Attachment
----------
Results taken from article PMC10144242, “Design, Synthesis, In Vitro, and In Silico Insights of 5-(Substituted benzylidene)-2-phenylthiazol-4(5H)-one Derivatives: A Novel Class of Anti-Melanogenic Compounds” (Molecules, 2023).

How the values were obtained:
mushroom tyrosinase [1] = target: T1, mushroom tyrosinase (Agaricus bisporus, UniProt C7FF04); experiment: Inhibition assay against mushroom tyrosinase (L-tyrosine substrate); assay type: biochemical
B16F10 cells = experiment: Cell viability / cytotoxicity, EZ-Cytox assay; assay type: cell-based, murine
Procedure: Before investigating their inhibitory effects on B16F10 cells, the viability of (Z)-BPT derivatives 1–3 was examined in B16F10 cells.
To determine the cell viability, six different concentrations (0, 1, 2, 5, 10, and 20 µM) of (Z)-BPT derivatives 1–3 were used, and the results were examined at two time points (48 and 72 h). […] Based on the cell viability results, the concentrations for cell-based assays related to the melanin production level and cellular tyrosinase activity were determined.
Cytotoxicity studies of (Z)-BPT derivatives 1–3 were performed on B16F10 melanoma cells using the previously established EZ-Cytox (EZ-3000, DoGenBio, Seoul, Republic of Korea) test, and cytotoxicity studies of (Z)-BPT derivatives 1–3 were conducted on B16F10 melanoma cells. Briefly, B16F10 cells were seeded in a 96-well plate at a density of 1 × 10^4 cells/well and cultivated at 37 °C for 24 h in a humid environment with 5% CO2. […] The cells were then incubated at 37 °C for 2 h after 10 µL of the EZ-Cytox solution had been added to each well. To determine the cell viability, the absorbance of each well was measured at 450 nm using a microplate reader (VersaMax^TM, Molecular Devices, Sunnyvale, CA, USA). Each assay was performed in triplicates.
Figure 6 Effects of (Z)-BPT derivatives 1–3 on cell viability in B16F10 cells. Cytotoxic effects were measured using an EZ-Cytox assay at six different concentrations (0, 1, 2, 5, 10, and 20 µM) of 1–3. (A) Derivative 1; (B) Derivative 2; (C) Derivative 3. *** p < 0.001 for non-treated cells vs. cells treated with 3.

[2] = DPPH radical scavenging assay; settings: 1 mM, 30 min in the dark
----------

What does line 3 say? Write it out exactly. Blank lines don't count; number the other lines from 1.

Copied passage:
mushroom tyrosinase [1] = target: T1, mushroom tyrosinase (Agaricus bisporus, UniProt C7FF04); experiment: Inhibition assay against mushroom tyrosinase (L-tyrosine substrate); assay type: biochemical